Factors that influence the health of our blood vessels, such as smoking, high blood and pulse pressures, obesity and diabetes, are linked to less healthy brains, according to research published in the European Heart Journal  today (Monday).
The study examined the associations between seven vascular risk factors and differences in the structures of parts of the brain. The strongest links were with areas of the brain known to be responsible for our more complex thinking skills, and which deteriorate during the development of Alzheimer's disease and dementia.
The researchers, led by Dr Simon Cox, a senior research associate at the Centre for Cognitive Ageing and Cognitive Epidemiology at the University of Edinburgh (UK), examined MRI scans of the brains of 9,772 people, aged between 44 and 79, who were enrolled in the UK Biobank study - one of the largest groups of people from the general population to have data available on brain imaging as well as general health and medical information. All had been scanned by a single scanner in Cheadle, Manchester, and most of the participants were from the north-west of England. This is the world's largest single-scanner study of multiple vascular risk factors and structural brain imaging.
The researchers looked for associations between brain structure and one or more vascular risk factors, which included smoking, high blood pressure, high pulse pressure, diabetes, high cholesterol levels, and obesity as measured by body mass index (BMI) and waist-hip ratio. These have all been linked to complications with the blood supply to the brain, potentially leading to reduced blood flow and the abnormal changes seen in Alzheimer's disease.
They found that, with the exception of high cholesterol levels, all of the other vascular risk factors were linked to greater brain shrinkage, less grey matter (tissue found mainly on the surface of the brain) and less healthy white matter (tissue in deeper parts of the brain). The more vascular risk factors a person had, the poorer was their brain health.
Dr Cox said: "The large UK Biobank sample allowed us to take a comprehensive look at how each factor was related to many aspects of brain structure. We found that higher vascular risk is linked to worse brain structure, even in adults who were otherwise healthy. These links were just as strong for people in middle-age as they were for those in later life, and the addition of each risk factor increased the size of the association with worse brain health.
"Importantly, the associations between risk factors and brain health and structure were not evenly spread across the whole brain; rather, the areas affected were mainly those known to be linked to our more complex thinking skills and to those areas that show changes in dementia and 'typical' Alzheimer's disease. Although the differences in brain structure were generally quite small, these are only a few possible factors of a potentially huge number of things that might affect brain ageing."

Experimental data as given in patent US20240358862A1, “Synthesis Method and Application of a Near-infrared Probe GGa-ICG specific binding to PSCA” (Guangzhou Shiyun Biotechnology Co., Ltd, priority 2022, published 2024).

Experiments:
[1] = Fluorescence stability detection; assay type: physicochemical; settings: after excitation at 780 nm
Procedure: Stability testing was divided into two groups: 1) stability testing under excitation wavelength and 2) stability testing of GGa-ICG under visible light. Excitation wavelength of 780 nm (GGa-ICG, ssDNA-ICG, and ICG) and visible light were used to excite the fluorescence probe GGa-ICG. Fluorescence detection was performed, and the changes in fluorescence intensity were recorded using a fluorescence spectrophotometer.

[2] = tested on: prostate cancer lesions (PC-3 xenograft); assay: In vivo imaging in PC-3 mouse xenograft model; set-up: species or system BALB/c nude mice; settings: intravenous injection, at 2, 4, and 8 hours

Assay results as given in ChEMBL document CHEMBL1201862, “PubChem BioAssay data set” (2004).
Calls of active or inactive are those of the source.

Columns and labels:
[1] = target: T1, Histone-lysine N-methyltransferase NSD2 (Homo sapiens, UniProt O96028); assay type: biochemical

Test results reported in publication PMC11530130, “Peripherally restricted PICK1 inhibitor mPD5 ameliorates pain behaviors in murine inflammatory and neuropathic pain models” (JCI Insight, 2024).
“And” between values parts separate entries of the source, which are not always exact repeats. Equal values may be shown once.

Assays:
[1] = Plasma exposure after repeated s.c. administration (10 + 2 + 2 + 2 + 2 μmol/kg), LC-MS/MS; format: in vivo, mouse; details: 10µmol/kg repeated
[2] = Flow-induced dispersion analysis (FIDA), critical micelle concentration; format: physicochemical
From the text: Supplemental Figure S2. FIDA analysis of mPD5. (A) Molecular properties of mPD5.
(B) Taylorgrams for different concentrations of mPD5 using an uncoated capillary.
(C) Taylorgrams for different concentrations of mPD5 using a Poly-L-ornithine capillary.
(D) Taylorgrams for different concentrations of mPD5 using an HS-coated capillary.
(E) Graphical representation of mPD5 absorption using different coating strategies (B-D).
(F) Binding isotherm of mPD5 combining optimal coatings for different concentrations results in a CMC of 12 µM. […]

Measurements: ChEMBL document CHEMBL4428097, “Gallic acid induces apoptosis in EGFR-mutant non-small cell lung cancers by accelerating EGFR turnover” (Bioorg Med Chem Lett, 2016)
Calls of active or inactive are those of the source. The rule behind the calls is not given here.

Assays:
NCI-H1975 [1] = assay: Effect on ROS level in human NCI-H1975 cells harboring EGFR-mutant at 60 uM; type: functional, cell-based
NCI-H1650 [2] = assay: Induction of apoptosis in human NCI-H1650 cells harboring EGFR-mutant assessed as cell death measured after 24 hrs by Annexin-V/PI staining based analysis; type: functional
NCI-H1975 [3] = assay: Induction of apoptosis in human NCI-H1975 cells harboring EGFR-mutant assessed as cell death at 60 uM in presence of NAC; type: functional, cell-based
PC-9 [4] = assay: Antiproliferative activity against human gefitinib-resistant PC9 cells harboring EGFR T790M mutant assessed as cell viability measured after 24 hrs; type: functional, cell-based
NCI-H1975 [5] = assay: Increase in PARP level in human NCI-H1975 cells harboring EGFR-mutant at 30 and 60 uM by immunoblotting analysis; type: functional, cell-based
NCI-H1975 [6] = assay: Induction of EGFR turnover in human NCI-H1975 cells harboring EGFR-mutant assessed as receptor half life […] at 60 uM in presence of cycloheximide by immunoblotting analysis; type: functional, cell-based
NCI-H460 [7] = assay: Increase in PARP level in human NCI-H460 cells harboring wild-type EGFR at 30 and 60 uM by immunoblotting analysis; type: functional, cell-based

Smoking, high blood pressure and diabetes were the three vascular risk factors that showed the most consistent associations across all types of brain tissue types measured. High cholesterol levels were not associated with any differences in the MRI scans.
To quantify the size of the differences they observed, Dr Cox explained: "We compared people with the most vascular risk factors with those who had none, matching them for head size, age and sex. We found that, on average, those with the highest vascular risk had around 18ml, or nearly 3%, less volume of grey matter, and one-and-a-half times the damage to their white matter - the brain's connective tissue - compared to people who had the lowest risk; 18ml is slightly more than a large tablespoon-full, or a bit less than a small, travel-sized toothpaste tube."
He said that the findings showed the potential of making lifestyle changes to improve brain and cognitive ageing.
"Lifestyle factors are much easier to change than things like your genetic code - both of which seem to affect susceptibility to worse brain and cognitive ageing. Because we found the associations were just as strong in mid-life as they were in later life, it suggests that addressing these factors early might mitigate future negative effects. These findings might provide an additional motivation to improve vascular health beyond respiratory and cardiovascular benefits."
Limitations of the study include the fact that it does not include people over the age of 79 and that UK Biobank participants tend to live in less deprived areas, which may restrict how the findings can be generalised to other populations. As the researchers were measuring brain structures only, and were not carrying out functional brain imaging or tests of thinking skills, they cannot show in this study how the changes in brain structure might impact cognitive function, but other studies have shown the relationship between increased numbers of vascular risk factors and worse or declining thinking skills, and dementia.
Now the researchers plan to measure the links between vascular risk factors and thinking skills in the UK Biobank participants and in other groups too. In addition, they are following older people, and carrying out multiple scans and tests of thinking skills. They hope this will tell them more about the role that vascular risk factors play in the decline of different types of thinking skills and which areas of the brain are implicated. They also hope that the findings will motivate future work to understand the biological mechanisms through which different sources of vascular risk might be related to different brain areas and tissues.